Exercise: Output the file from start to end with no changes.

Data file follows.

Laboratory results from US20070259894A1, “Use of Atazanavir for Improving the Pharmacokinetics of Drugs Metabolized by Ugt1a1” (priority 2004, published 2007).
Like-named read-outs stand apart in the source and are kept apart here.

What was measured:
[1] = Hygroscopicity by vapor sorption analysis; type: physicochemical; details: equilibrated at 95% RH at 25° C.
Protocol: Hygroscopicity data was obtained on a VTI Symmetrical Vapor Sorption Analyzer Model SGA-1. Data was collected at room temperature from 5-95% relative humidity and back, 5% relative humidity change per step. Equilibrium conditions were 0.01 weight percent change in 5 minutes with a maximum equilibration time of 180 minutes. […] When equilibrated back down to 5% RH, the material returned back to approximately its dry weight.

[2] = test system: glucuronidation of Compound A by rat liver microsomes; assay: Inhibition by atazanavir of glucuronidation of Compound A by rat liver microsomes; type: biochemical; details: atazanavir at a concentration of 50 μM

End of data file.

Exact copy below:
Laboratory results from US20070259894A1, “Use of Atazanavir for Improving the Pharmacokinetics of Drugs Metabolized by Ugt1a1” (priority 2004, published 2007).
Like-named read-outs stand apart in the source and are kept apart here.

What was measured:
[1] = Hygroscopicity by vapor sorption analysis; type: physicochemical; details: equilibrated at 95% RH at 25° C.
Protocol: Hygroscopicity data was obtained on a VTI Symmetrical Vapor Sorption Analyzer Model SGA-1. Data was collected at room temperature from 5-95% relative humidity and back, 5% relative humidity change per step. Equilibrium conditions were 0.01 weight percent change in 5 minutes with a maximum equilibration time of 180 minutes. […] When equilibrated back down to 5% RH, the material returned back to approximately its dry weight.

[2] = test system: glucuronidation of Compound A by rat liver microsomes; assay: Inhibition by atazanavir of glucuronidation of Compound A by rat liver microsomes; type: biochemical; details: atazanavir at a concentration of 50 μM